The B.C. government outlined details around the three-year trial for drug decriminalization on Monday.
Starting Tuesday, adults with up to two-and-a-half grams of drugs for personal use, including opioids, cocaine and MDMA, will not be arrested or charged.
The goal is to reduce the shame and stigma surrounding drug use, which the province says keeps people from accessing life-saving services.
Since 2016, toxic drugs have killed almost 11,000 people in B.C.
The B.C. government said this does not mean drugs are legalized.
“The drugs covered under this exemption remain illegal,” the province said in a release. “The selling (or trafficking) of controlled substances remains illegal under the Controlled Drugs and Substances Act, regardless of the amount.”
Possession of illegal substances will remain illegal on K-to-12 school premises, at licensed child-care facilities, in certified airports, on Canadian Coast Guard vessels and helicopters, for Canadian Forces members subject to the Code of Service Discipline, in a motor vehicle or watercraft operated by a minor, when the illegal substances are readily accessible to the operator of a motor vehicle or watercraft and for anyone under the age of 18.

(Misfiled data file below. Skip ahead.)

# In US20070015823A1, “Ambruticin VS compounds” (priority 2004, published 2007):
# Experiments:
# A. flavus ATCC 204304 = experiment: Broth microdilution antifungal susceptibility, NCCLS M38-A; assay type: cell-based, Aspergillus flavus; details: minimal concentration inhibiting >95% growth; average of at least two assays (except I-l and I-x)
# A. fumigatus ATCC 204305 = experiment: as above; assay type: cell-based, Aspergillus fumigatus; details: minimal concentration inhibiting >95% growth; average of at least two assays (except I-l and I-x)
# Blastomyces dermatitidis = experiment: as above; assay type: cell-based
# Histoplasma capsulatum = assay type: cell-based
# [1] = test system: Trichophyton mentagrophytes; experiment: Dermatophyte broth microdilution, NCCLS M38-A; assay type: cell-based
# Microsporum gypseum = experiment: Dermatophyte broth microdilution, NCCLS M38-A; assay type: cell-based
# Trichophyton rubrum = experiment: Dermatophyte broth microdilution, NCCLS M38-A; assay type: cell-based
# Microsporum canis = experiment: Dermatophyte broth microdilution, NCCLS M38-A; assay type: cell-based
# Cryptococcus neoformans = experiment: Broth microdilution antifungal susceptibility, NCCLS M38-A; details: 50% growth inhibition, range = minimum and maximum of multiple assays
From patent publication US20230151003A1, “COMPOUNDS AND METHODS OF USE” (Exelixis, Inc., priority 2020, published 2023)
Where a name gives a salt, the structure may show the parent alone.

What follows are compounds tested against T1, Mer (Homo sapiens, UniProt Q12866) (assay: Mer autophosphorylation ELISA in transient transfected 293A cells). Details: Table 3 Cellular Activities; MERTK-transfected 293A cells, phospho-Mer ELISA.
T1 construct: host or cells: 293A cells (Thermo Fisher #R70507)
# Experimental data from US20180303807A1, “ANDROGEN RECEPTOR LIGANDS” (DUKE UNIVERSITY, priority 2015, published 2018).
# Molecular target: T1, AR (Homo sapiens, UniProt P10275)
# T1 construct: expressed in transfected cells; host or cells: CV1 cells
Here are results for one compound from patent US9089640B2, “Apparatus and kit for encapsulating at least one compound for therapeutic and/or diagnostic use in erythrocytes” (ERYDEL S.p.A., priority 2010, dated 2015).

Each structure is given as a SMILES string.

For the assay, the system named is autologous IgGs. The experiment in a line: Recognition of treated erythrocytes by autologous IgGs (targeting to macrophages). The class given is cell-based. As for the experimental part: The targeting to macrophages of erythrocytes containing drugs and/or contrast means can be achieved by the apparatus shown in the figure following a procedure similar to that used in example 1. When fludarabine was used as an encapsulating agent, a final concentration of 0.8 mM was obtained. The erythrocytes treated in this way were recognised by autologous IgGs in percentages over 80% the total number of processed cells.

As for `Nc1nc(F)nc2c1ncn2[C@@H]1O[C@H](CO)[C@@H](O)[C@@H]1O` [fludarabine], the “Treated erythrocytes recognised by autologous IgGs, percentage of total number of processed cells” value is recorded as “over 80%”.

“In many cases, illegal drug use continues to be prohibited on private property, including places like shopping malls, bars and cafes,” the province said. “Police retain legal authority to remove people from these premises under the authority of the Trespass Act if open drug use is occurring against the wishes of the owner.”
The provincial government said it has hired health authority-specific positions to bridge the gaps between those using illicit drugs and organizations working in the community to help them.
It has also worked with BC RCMP and municipal police departments to train officers and provide guidance about decimalization and has invested in more treatment and recovery centres and resources.
Read more: Public split on B.C.’s plan to decriminalize hard drugs, but support may be growing, poll finds
The province said this is just one step in fighting the toxic drug crisis.
It has also expanded access to low- or no-cost counselling services, opened 14 Foundry youth centres across the province and expanded treatment and recovery services for everyone.
One expert told Global News that decriminalization is a positive step but more needs to be done.
“It should be accompanied by better access to legal, medical-grade, pharmaceutical-grade drugs,” Dr. Jade Boyd, a scientist with the BC Centre on Substance Use Research, said. “When we’re buying on an illegal market, nothing’s assured in regards to the quality and the quantity of the drug so deaths will continue to increase if people continue to buy on the illegal market.”
Boyd is also critical of the limit of two-and-a-half grams, saying it does not reflect the realities of drug use and purchase practices.
“There needs to be a further expansion of harm reduction and treatment services — without those, it’s not going to do much,” she added.
Global News also spoke to a former drug user who said illicit drugs should not be available on the street, period.